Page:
Indicators are frequently misinterpreted; and sometimes lose their relevance in certain market conditions. Considering the fundamental uncertainty that persists across the world, it is prudent to remain skeptical of the immediate recovery of investment confidence that will precede an influx of capital back into the speculative markets. This past week, policy officials increased their efforts to prevent what is now a severe recession from turning into a depression. Definitions for this state are loose, but its essential components are a sustained downturn in growth; high volatility in exchange rates; bankruptcies; severe restrictions on credit; and stunted trade. All of these circumstances have been met to this point; and a few of them are set to deteriorate further. At this point, the health of the global economy and the flow of money is a problem that must be addressed by every nation. However, only a few major players have made the effort with introducing massive stimulus plans, funds meant to draw out toxic debt, guarantee sound investments and bolster liquidity. This is the contention that leaders from the US and UK will bring with them to the G-20 summit on April 2nd. If there is no tangible and coordinated plan to come out of these meeting of nations, this rebound in optimism may very well collapse. With growth expected to slow further in the first half of 2009, protectionist threats rising and options running short; the future is fragile.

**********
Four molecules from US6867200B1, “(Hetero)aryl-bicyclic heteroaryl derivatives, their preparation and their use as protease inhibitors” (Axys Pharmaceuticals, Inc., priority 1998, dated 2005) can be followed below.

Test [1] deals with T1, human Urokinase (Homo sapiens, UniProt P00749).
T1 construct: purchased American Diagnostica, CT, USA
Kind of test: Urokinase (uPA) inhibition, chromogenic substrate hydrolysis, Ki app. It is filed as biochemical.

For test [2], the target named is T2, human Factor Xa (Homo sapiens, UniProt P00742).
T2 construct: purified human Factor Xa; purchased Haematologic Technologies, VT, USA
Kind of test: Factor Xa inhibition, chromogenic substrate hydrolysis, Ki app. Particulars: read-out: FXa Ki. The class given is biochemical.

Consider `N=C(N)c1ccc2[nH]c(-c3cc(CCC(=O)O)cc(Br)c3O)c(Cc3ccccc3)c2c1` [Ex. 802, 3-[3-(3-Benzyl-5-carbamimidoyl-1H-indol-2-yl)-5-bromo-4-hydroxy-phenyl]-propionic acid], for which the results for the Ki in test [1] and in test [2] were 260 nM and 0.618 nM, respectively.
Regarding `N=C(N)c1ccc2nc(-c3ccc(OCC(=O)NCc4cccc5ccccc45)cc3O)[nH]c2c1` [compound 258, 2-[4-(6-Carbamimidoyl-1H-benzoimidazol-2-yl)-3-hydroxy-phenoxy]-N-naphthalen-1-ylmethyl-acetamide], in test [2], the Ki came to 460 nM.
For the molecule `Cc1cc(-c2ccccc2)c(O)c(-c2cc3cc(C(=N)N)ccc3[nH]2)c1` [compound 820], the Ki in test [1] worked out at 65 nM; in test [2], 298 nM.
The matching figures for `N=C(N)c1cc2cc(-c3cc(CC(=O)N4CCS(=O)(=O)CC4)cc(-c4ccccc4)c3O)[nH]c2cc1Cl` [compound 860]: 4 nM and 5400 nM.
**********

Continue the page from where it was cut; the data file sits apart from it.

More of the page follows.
Is Carry Trade a Buy or a Sell? Join the DailyFX Analysts in discussing the viability of the Carry Trade strategy in the DailyFX Forum

Risk Indicators:



What is the DailyFX Volatility Index:

The DailyFX Volatility Index measures the general level of volatility in the currency market. The index is a composite of the implied volatility in options underlying a basket of currencies. Our basket is equally weighed and composed of some of the most liquid currency pairs in the Foreign exchange market.